In order to explain the importance of this link, the European Banking Authority (EBA) published an opinion on how EU legislators should strengthen the link between money laundering & terrorist financing risks (MLTFR) and prudential issues. This opinion forms part of the EBA's ongoing work relating to the Money Laundering Action Plan of 2018.

The opinion illustrates amendments to the CRD V which require prudential supervisors to act on AML/CFT information with:  

  • Article 91 requires prudential supervisors to verify that the banks’ management body are of sufficiently good repute and possess sufficient knowledge in relation to MLTFR.
  • Article 97 requires prudential supervisors to inform authorities if they notice that a bank’s governance arrangement, business model and/or activities gives rise to ML/TF concerns.
  • Article 117 requests prudential supervisors, AML supervisors, and Financial Intelligence Units to cooperate within their respective competences and to provide each other with information relevant for their respective tasks.

The Opinion also makes reference to the European Union Anti-Money Laundering Action Report which sets out a number of requirements to improve the effectiveness of AML/CFT supervision. It also notes that while supervision of financial institutions’ compliance with AML/CFT requirements remains an exclusive competence of the national AML/CFT authorities, the report notes that better exchange of information and collaboration between the authorities and prudential supervisors (such as the MFSA), especially cross-border, is vital to achieve effective supervision.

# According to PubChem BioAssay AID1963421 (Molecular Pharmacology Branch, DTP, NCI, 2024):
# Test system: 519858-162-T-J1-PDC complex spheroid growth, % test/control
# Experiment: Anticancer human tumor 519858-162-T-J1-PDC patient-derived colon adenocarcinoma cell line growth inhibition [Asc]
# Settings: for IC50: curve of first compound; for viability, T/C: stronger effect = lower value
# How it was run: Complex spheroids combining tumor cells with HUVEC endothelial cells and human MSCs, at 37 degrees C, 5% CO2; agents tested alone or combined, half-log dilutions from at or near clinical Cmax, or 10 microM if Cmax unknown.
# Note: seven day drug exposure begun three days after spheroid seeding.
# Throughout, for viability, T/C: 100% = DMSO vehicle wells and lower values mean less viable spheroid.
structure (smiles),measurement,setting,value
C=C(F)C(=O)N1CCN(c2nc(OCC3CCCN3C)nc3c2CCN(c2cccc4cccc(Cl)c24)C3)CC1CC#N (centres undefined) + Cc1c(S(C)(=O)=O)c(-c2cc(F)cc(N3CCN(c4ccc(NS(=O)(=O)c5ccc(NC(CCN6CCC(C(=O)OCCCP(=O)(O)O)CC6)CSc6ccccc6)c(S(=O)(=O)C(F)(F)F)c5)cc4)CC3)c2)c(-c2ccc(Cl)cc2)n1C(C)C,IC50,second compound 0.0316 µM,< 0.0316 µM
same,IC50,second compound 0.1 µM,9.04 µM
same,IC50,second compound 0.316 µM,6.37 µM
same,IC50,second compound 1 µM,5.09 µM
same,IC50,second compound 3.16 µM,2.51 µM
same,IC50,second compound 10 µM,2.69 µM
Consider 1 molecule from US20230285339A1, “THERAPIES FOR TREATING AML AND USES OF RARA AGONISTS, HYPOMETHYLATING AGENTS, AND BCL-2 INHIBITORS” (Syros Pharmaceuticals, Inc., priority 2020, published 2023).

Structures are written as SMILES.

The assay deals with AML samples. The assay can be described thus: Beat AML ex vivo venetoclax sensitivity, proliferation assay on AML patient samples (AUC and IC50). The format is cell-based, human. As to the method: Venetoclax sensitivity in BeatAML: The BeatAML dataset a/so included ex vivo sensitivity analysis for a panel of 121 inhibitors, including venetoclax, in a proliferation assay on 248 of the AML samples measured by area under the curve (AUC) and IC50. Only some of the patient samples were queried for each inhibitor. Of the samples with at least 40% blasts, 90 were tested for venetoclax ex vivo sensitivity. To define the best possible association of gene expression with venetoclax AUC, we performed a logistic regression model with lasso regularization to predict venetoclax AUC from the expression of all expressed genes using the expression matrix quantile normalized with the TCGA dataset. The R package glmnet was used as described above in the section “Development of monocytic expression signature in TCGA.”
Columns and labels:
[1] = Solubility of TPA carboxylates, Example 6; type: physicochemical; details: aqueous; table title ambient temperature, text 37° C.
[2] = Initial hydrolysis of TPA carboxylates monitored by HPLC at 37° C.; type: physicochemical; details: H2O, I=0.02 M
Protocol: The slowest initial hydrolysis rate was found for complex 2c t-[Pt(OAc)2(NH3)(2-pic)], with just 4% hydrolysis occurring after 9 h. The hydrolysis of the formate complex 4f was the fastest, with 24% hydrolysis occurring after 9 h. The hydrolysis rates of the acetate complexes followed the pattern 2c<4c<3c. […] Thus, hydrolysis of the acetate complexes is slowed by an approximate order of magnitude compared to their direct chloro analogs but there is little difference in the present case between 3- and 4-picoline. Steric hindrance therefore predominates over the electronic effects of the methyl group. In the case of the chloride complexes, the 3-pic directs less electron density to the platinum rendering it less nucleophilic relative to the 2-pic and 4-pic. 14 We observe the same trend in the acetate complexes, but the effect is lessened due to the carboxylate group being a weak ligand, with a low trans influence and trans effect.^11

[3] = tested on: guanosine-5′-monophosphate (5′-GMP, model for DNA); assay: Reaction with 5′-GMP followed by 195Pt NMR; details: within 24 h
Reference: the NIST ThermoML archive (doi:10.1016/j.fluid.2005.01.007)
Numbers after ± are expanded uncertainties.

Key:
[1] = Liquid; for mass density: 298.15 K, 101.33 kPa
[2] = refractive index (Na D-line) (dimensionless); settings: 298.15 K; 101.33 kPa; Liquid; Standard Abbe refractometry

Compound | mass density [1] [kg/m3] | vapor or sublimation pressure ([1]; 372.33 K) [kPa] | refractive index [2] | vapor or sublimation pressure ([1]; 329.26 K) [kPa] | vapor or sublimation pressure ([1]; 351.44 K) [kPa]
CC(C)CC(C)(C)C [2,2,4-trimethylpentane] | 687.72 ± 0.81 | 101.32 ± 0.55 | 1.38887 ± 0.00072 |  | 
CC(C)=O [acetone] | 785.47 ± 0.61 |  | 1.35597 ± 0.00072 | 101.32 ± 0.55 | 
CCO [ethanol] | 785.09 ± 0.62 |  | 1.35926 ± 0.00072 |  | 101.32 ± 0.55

In addition, the report set out a number of short-term non-legislative actions addressing 8 key objectives:

  1. identify the factors that contributed to the recent money laundering cases in EU banks, by providing possible actions for the medium and long term;
  2. map relevant money laundering and terrorist financing risks and the best prudential supervisory practices to address them;
  3. enhance supervisory convergence and better take into account AML aspects in the prudential supervisory process;
  4. ensure effective cooperation between prudential and money laundering supervisors;
  5. clarify aspects related to the withdrawal of a bank's authorization in case of serious breaches;
  6. improve supervision and exchange of information between relevant authorities;
  7. share best practices and find grounds for convergence among national authorities;
  8. improve the European supervisory authorities' capacity to make better use of existing powers and tools.

In the local arena, we have also witnessed a very important development. Recently, the Malta Financial Services Authority (MFSA) notified all Financial Services License Holders about the publication of the revised version of the Implementing Procedures - Part 1 which were issued by the Financial Intelligence Analysis Unit (FIAU). The revised version was rendered effective from 19th July 2019 and carries out a series of legislative amendments to the Prevention of Money Laundering Act (PMLA) and to the Prevention of Money Laundering and Funding of Terrorism Regulations (PMLFTR).

The new amendments are rather extensive and although the banking industry is affected by ongoing regulatory changes since the financial crisis, the ultimate aim of these changes are to make the world a safer place by reducing the appetite for the shadow economy, money laundering, funding of terrorism and the danger of failing financial institutions which is ultimately borne by the taxpayer. 

About the authors

Adam Karl Farrugia and Alexander Cachia Zammit are managers within the Deloitte Malta Risk Advisory Banking team.